Work in Wind

Employment and Internships



Windustry has no employment openings at this time.


Are you a recent college graduate or graduate student with a love for renewable energy? Windustry interns work hard, but do important and tangible work on projects that are an integral part of our mission. After your internship, you'll take away a working knowledge of wind energy and renewable energy issues, valuable professional experience, and a windy souvenir or two.


Agriculture-Based Green Workforce Development

July 2, 2009 - 3:44pm -- Anonymous
USDA logo

The U.S. Department of Agriculture requests proposals for the New Era Rural Technology Competitive Grants Program (RTP). This program supports technology development, applied research, and/or training, with a focus on rural communities, to aid in the development of a workforce for bioenergy, pulp and paper manufacturing, or agriculture-based renewable energy.

Wind energy technician training program announced in New England

September 29, 2008 - 11:08am -- Anonymous

The Northern Maine Community College has announced approval of a wind power technology program on its campus. The program is designed to train wind power technicians to operate, maintain and repair wind turbine generators.

Initial courses are expected to start early next year, with the full program available next fall. You can read the press release here.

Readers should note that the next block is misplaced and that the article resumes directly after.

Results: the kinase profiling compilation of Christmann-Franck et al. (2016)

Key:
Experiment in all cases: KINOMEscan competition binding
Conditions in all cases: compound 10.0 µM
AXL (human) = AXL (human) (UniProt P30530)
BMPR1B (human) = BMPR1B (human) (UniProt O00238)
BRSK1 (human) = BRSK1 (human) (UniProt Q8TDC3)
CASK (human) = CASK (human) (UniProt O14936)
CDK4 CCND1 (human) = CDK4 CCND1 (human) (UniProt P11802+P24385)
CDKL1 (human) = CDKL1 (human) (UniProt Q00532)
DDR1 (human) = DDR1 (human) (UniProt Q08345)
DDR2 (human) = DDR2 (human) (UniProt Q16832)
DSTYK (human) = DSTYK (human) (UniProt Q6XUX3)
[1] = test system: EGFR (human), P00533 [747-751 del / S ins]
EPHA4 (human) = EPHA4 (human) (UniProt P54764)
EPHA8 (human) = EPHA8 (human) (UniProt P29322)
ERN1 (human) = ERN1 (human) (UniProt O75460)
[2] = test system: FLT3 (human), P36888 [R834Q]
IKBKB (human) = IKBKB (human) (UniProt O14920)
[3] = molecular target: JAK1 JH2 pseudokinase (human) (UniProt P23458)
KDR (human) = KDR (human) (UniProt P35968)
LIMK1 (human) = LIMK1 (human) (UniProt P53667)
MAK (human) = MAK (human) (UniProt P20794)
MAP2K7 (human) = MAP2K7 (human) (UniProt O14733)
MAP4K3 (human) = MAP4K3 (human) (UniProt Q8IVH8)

What are some more resources for work in wind?

The wind energy sector provided 85,000 direct jobs in 2008, and the industry is expected to support up to 1/2 million direct and related jobs by 2030. Our resources offer guidance on the types of jobs available, the skills and training needed, and how to find them.


Windustry Resources

Tips for the job hunter

  1. Know What's Up. Learn about what is happening in the wind energy sector today. Important areas to cover include the basics of wind energy, politics, and current issues and trends. Windustry provides overview pages of these areas as well as a News and Events section. So click around and see what you can learn.
  2. Learn the Lingo. Knowing key terms about wind energy and your specific area of interest will get you far. So study up and learn the vocabulary. Windustry's Glossary is a good place to start.
  3. Get Experience. Many jobs within the wind energy sector require specific skills. So do your research and see if you need experience or further schooling to get your dream job. Check out Windustry's Work in Wind pages to learn more about whether schooling may be required and what schools have degree programs.
  4. Surf the Web. Trying different key phrases in search engines will give you an idea of where to begin and what's out there. Phrases could include "wind energy jobs," "wind energy training" "wind energy employment", etc.
  5. Relax. Be confident with your skills and knowledge of the field and be open to learning. The field is always changing.

Helpful Resources

Follow the links for additional information about working in the wind industry.

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